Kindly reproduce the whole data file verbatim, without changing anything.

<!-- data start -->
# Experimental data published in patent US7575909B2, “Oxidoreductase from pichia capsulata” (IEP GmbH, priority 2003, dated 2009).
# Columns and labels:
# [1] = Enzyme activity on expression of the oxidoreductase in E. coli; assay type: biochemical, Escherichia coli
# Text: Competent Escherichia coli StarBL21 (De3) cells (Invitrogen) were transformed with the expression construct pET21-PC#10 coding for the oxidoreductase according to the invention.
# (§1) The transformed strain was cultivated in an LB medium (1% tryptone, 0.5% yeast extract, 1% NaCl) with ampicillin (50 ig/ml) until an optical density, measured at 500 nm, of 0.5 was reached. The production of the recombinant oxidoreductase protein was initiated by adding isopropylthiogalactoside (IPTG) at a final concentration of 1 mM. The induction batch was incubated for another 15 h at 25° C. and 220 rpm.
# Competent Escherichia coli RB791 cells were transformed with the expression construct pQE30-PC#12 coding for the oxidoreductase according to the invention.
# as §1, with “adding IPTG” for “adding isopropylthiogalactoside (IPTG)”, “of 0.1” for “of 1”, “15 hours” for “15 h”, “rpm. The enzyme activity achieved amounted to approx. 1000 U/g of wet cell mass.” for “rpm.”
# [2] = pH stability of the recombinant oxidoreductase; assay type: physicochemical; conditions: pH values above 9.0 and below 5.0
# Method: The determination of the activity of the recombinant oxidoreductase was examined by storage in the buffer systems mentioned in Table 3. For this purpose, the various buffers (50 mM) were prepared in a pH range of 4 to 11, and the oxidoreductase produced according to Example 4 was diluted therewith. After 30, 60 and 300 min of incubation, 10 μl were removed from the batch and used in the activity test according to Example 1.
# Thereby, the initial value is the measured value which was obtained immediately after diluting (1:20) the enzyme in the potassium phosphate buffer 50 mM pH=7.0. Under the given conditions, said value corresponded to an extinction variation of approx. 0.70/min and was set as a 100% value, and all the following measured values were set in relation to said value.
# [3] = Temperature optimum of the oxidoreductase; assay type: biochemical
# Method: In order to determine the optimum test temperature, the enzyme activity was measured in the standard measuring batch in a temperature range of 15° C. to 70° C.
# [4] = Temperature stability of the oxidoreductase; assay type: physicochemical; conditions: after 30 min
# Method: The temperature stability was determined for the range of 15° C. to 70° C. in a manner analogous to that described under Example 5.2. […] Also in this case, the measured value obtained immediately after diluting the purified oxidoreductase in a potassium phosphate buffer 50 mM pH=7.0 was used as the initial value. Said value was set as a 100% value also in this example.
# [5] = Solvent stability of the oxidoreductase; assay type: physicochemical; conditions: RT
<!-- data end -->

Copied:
# Experimental data published in patent US7575909B2, “Oxidoreductase from pichia capsulata” (IEP GmbH, priority 2003, dated 2009).
# Columns and labels:
# [1] = Enzyme activity on expression of the oxidoreductase in E. coli; assay type: biochemical, Escherichia coli
# Text: Competent Escherichia coli StarBL21 (De3) cells (Invitrogen) were transformed with the expression construct pET21-PC#10 coding for the oxidoreductase according to the invention.
# (§1) The transformed strain was cultivated in an LB medium (1% tryptone, 0.5% yeast extract, 1% NaCl) with ampicillin (50 ig/ml) until an optical density, measured at 500 nm, of 0.5 was reached. The production of the recombinant oxidoreductase protein was initiated by adding isopropylthiogalactoside (IPTG) at a final concentration of 1 mM. The induction batch was incubated for another 15 h at 25° C. and 220 rpm.
# Competent Escherichia coli RB791 cells were transformed with the expression construct pQE30-PC#12 coding for the oxidoreductase according to the invention.
# as §1, with “adding IPTG” for “adding isopropylthiogalactoside (IPTG)”, “of 0.1” for “of 1”, “15 hours” for “15 h”, “rpm. The enzyme activity achieved amounted to approx. 1000 U/g of wet cell mass.” for “rpm.”
# [2] = pH stability of the recombinant oxidoreductase; assay type: physicochemical; conditions: pH values above 9.0 and below 5.0
# Method: The determination of the activity of the recombinant oxidoreductase was examined by storage in the buffer systems mentioned in Table 3. For this purpose, the various buffers (50 mM) were prepared in a pH range of 4 to 11, and the oxidoreductase produced according to Example 4 was diluted therewith. After 30, 60 and 300 min of incubation, 10 μl were removed from the batch and used in the activity test according to Example 1.
# Thereby, the initial value is the measured value which was obtained immediately after diluting (1:20) the enzyme in the potassium phosphate buffer 50 mM pH=7.0. Under the given conditions, said value corresponded to an extinction variation of approx. 0.70/min and was set as a 100% value, and all the following measured values were set in relation to said value.
# [3] = Temperature optimum of the oxidoreductase; assay type: biochemical
# Method: In order to determine the optimum test temperature, the enzyme activity was measured in the standard measuring batch in a temperature range of 15° C. to 70° C.
# [4] = Temperature stability of the oxidoreductase; assay type: physicochemical; conditions: after 30 min
# Method: The temperature stability was determined for the range of 15° C. to 70° C. in a manner analogous to that described under Example 5.2. […] Also in this case, the measured value obtained immediately after diluting the purified oxidoreductase in a potassium phosphate buffer 50 mM pH=7.0 was used as the initial value. Said value was set as a 100% value also in this example.
# [5] = Solvent stability of the oxidoreductase; assay type: physicochemical; conditions: RT